Methods: Thirty-two rats' root canals were assigned to four groups: one session/PDT-[chemomechanical preparation (CMP)+root canal filling (RCF)]; two sessions/PDT- [CMP+calcium hydroxide (CH) for 14 days+RCF]; one session/PDT+ [CMP+PDT+RCF], and two sessions/PDT+ [CMP+PDT+CH for 14 days+RCF]. For microbiological evaluation, samples were collected before and after proposed treatments. For radiographic and histological analysis, the animals were euthanized after 28 days and the mandibles surgically removed.

Results: PDT associated with conventional endodontic therapy was able to promote significant bacterial reduction in root canals with induced apical periodontitis, but this reduction was not significantly different to conventional endodontic therapy alone. Although radiographic evaluation showed no significant differences, histological analysis showed lower scores for neutrophils/eosinophils in PDT-treated groups and macrophages/giant cells in CH groups.

Conclusions: The use of low-level laser as light source did not promote major improvement on radiographic and histological repair, but since the number of inflammatory cells slightly decreased, it may optimize repair by modulating inflammatory process. PDT may be indicated as an adjunct to conventional endodontic therapy for teeth with apical periodontitis, in association with an interappointment dressing with CH, in an attempt to produce better conditions to stimulate repair.
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http://dx.doi.org/10.1089/pho.2016.4102DOI Listing
July 2017

Biological Tissue Response to a New Formulation of a Silicone Based Endodontic Sealer.

Braz Dent J 2016 Oct-Dec;27(6):657-663

Department of Conservative Dentistry, Dental School, UFRS - Universidade Federal do Rio Grande do Sul, Porto Alegre, RS, Brazil.

Satisfactory biological behavior is a necessary requirement for clinical application of endodontic materials. In this study, the connective tissue responses to silicone (GuttaFlow 2), epoxy resin (AH Plus) and zinc oxide and eugenol (Endofill) based sealers were compared. Twelve Wistar rats had polyethylene tubes (four per animal) containing one of the tested sealers and empty tubes (negative control) implanted in their subcutaneous tissue. The tubes were randomly placed 2 cm from the spine and at least 2 cm apart from one another. Tissue samples with implants were processed for histological analysis after 7 or 60 days (n=6 animals per period). Inflammatory cells, fibrous condensation and abscess were scored according to their intensity. Friedman, followed by Dunn's post hoc, was used to compare sealers. Differences between the two experimental periods were verified using Mann-Witney U test (p<0.05). At 7 days, most of the histological parameters showed no significant differences amongst groups. Endofill group scored higher than the others for giant cells (o<0.05) and promoted a greater number of samples presenting abscess formation. GuttaFlow 2 tended to show a less intense inflammatory infiltrate compared to the other materials. At 60 days, there were no significant differences between groups in most of the histological parameters evaluated. However, it was observed that Endofill scored higher for macrophages (p<0.05) compared to the control group, and GuttaFlow 2 tended to present lower scores than the others for neutrophils and abscess. GuttaFlow 2 showed proper biological behavior and should be considered adequate for clinical practice.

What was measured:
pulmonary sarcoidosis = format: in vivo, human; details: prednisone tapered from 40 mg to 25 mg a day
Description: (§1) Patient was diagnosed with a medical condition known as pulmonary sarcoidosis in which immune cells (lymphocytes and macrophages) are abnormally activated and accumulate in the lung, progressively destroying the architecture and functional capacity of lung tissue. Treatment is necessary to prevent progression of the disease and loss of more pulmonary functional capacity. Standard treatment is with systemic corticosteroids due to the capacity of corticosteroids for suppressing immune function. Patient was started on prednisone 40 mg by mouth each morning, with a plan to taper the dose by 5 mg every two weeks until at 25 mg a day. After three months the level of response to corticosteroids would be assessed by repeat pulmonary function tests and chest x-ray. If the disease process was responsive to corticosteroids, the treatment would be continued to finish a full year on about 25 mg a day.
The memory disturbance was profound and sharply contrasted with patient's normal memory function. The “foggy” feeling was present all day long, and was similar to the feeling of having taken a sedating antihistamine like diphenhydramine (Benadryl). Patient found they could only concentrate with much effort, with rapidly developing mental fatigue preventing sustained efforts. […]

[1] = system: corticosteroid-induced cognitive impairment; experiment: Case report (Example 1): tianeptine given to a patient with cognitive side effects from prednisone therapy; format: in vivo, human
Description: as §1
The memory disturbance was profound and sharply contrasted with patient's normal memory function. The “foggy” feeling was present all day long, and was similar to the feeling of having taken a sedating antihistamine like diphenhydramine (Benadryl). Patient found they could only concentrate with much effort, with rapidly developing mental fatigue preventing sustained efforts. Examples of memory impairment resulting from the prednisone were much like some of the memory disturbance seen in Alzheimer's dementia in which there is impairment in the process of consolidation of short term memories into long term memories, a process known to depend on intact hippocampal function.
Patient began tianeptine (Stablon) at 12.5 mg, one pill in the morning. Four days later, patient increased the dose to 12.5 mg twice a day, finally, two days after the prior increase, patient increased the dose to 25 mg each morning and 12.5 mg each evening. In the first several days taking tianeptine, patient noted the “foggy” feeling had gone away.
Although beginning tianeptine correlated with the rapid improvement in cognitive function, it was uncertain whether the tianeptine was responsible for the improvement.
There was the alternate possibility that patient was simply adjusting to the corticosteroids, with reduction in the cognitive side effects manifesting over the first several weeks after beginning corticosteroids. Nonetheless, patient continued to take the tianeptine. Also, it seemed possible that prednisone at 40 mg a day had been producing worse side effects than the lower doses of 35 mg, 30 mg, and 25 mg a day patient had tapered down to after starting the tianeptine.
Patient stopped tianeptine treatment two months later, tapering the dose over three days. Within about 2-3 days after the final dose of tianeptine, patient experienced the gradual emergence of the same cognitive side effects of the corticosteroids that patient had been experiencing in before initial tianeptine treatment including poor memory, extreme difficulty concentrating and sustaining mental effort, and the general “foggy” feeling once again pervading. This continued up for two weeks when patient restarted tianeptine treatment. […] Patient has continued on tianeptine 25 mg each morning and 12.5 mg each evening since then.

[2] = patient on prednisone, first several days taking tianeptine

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http://dx.doi.org/10.1590/0103-6440201600719DOI Listing
April 2017

Longevity of Self-etch Dentin Bonding Adhesives Compared to Etch-and-rinse Dentin Bonding Adhesives: A Systematic Review.

J Evid Based Dent Pract 2016 Jun 29;16(2):96-106. Epub 2016 Mar 29.

University of Warwick, Coventry, UK.

Objectives: A systematic review and meta-analysis were performed to compare longevity of Self-Etch Dentin Bonding Adhesives to Etch-and-Rinse Dentin Bonding Adhesives.